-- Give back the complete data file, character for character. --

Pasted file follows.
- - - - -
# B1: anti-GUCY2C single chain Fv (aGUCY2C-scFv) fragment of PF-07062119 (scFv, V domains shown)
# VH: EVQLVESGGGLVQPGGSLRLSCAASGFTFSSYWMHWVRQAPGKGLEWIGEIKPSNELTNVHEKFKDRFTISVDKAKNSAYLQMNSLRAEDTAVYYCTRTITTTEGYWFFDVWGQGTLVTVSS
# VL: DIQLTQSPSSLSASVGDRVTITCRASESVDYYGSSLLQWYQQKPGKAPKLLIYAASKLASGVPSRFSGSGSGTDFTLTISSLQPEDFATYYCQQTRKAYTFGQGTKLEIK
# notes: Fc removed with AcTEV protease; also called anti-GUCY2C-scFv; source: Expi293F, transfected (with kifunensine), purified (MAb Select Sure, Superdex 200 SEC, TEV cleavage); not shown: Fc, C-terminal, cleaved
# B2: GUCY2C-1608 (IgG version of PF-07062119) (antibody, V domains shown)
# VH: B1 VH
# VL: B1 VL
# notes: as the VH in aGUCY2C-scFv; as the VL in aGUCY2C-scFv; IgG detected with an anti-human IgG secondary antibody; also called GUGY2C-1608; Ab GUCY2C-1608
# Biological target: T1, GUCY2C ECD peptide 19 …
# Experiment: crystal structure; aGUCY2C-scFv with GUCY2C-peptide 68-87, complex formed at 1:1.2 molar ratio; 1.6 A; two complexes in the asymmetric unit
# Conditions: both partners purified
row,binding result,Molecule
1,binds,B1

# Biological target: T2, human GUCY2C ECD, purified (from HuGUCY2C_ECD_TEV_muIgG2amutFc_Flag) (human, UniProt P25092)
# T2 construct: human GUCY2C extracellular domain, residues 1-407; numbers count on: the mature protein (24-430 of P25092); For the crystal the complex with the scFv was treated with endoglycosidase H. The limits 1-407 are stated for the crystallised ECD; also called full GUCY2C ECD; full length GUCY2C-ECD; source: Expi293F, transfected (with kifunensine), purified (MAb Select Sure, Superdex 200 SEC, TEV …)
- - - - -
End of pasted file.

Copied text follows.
# B1: anti-GUCY2C single chain Fv (aGUCY2C-scFv) fragment of PF-07062119 (scFv, V domains shown)
# VH: EVQLVESGGGLVQPGGSLRLSCAASGFTFSSYWMHWVRQAPGKGLEWIGEIKPSNELTNVHEKFKDRFTISVDKAKNSAYLQMNSLRAEDTAVYYCTRTITTTEGYWFFDVWGQGTLVTVSS
# VL: DIQLTQSPSSLSASVGDRVTITCRASESVDYYGSSLLQWYQQKPGKAPKLLIYAASKLASGVPSRFSGSGSGTDFTLTISSLQPEDFATYYCQQTRKAYTFGQGTKLEIK
# notes: Fc removed with AcTEV protease; also called anti-GUCY2C-scFv; source: Expi293F, transfected (with kifunensine), purified (MAb Select Sure, Superdex 200 SEC, TEV cleavage); not shown: Fc, C-terminal, cleaved
# B2: GUCY2C-1608 (IgG version of PF-07062119) (antibody, V domains shown)
# VH: B1 VH
# VL: B1 VL
# notes: as the VH in aGUCY2C-scFv; as the VL in aGUCY2C-scFv; IgG detected with an anti-human IgG secondary antibody; also called GUGY2C-1608; Ab GUCY2C-1608
# Biological target: T1, GUCY2C ECD peptide 19 …
# Experiment: crystal structure; aGUCY2C-scFv with GUCY2C-peptide 68-87, complex formed at 1:1.2 molar ratio; 1.6 A; two complexes in the asymmetric unit
# Conditions: both partners purified
row,binding result,Molecule
1,binds,B1

# Biological target: T2, human GUCY2C ECD, purified (from HuGUCY2C_ECD_TEV_muIgG2amutFc_Flag) (human, UniProt P25092)
# T2 construct: human GUCY2C extracellular domain, residues 1-407; numbers count on: the mature protein (24-430 of P25092); For the crystal the complex with the scFv was treated with endoglycosidase H. The limits 1-407 are stated for the crystallised ECD; also called full GUCY2C ECD; full length GUCY2C-ECD; source: Expi293F, transfected (with kifunensine), purified (MAb Select Sure, Superdex 200 SEC, TEV …)